The kernel hackers have extended the Ath9k WLAN driver, which has been AP-compatible for some time, to make it support the AR9285 Atheros WLAN chip (1, 2). Developers have comprehensively revised the rate control API and HT handling for the mac80211 WLAN stack (1, 2, 3). Also, the kernel hackers have added 802.11d support to cfg80211 and mac80211. Parts of the outdated Linux WLAN stack, still needed for the ipw2x00 and hostap drivers, have been shuffled around and hidden, which can cause problems when compiling some WLAN drivers that are dependent on the official Linux kernel.

LAN related changes

The Generic Receive Offload (GRO) Infrastructure has been added for LAN drivers. Other new additions include the smsc911x driver for SMSC 's LAN911x and LAN921x LAN chips, as well as the smsc9420 driver for the 100 Mb LAN9420 chip also made by SMSC. The bnx2 driver is now compatible with the BCM5716S Broadcom chip and the Broadcom PHY module now works with the BCM57780 and BCM50610 chips. There are new improvements for the 5785 chip in the tg3 driver for Marvell LAN chips, as well as support for the 5761S and 57780 chips.

Following the network subsystem and subsystem drivers administrators' initially cool reception of the split in 2.6.27 between drivers and firmware, the kernel developers have now implemented the separation in numerous network drivers -- in 2.6.29 the split has been implemented in the acenic, e100, starfire and tg3 drivers. Developers have removed the eepro100 driver for Intel 100 Mb LAN chips, which was replaced long ago by the e100 driver. The hci_usb Bluetooth driver also had to go, since it was made obsolete by the btusb driver some time ago.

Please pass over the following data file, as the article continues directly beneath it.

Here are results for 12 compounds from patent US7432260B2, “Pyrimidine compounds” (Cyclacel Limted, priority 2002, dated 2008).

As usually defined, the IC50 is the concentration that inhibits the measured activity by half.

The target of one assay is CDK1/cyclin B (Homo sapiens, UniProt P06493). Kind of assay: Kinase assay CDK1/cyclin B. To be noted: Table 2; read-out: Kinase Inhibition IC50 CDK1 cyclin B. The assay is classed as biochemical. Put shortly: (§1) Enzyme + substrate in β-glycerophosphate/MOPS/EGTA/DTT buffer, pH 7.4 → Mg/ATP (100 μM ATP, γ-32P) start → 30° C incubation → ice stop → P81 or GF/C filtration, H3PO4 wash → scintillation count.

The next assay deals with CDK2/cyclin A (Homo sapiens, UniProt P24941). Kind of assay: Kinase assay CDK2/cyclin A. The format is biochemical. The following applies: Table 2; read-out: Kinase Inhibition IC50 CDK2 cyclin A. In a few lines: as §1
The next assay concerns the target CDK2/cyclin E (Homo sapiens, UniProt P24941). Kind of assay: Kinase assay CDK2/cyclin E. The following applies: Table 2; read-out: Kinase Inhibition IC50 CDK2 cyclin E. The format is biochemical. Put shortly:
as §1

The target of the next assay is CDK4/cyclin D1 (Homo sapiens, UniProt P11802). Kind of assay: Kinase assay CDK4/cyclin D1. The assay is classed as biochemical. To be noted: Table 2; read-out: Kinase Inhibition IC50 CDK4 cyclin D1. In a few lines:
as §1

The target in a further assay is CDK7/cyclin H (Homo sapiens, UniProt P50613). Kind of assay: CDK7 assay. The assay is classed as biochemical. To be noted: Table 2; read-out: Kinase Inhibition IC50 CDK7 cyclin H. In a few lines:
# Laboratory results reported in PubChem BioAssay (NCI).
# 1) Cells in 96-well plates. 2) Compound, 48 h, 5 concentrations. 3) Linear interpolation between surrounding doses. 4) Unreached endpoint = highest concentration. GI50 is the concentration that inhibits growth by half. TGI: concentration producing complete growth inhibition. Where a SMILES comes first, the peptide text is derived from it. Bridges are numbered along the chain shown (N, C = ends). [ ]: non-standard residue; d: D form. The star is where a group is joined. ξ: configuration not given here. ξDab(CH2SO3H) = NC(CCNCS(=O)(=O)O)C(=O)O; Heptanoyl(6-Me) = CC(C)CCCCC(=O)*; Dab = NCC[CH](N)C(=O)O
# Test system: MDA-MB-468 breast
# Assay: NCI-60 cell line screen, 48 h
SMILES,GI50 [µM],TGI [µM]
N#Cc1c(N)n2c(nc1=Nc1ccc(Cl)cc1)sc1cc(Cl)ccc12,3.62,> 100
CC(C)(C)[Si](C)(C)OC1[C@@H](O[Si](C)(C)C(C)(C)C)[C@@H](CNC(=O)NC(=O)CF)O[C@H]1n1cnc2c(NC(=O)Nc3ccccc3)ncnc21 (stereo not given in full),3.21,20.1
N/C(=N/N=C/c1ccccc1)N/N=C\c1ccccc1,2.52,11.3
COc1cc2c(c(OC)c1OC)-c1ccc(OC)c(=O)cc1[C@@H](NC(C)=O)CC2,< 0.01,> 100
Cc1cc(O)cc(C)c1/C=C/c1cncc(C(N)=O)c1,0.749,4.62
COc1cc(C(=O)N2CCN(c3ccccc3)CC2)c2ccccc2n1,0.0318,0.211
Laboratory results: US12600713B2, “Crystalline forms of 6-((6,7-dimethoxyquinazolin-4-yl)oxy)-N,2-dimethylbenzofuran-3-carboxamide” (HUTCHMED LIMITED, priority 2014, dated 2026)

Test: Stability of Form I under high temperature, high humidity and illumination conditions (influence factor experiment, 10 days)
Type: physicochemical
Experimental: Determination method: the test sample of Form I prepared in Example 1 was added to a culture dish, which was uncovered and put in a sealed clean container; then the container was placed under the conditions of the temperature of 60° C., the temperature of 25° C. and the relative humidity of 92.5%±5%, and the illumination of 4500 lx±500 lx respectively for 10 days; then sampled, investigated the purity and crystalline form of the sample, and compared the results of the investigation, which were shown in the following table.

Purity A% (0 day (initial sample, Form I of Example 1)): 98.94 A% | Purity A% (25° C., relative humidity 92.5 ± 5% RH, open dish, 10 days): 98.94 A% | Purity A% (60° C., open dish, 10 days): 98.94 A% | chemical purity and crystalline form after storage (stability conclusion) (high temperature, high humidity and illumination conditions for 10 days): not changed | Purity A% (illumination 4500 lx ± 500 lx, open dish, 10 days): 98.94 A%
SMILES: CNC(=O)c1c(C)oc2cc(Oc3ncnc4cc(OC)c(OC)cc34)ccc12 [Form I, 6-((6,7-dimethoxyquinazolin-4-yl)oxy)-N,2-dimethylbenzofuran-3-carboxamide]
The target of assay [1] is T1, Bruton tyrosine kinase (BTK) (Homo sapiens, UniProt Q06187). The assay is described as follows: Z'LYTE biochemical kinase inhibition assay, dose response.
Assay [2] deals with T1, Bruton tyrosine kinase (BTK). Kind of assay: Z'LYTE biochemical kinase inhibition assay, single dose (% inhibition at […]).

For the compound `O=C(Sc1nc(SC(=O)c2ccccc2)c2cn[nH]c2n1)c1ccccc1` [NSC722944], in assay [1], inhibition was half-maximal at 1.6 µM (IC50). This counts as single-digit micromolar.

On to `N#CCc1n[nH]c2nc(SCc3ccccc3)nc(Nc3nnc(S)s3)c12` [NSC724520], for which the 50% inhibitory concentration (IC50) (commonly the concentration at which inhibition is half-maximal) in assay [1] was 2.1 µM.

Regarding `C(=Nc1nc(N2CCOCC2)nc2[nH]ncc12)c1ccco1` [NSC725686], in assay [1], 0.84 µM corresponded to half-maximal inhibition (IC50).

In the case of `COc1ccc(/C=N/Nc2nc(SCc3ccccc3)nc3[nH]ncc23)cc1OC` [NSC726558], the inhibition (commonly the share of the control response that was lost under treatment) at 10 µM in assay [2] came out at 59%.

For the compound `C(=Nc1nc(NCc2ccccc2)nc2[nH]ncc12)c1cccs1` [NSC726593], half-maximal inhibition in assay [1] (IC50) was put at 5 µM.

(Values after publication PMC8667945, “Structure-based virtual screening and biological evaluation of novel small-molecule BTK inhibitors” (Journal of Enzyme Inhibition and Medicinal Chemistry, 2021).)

Still more changes

The changes noted so far are the key network related updates in 2.6.29. As always, however, there is a whole host of other less important, but not insignificant updates that the kernel developers have implemented in the Linux kernel source code administration system. See – Part 2 of Whats new in 2.6.29.


LAN specific:

WLAN specific:


Further background and information about developments in the Linux kernel and its environment can also be found in previous issues of the kernel log at heise open:

Older Kernel logs can be found in the archives or by using the search function at heise open. (thl/c't)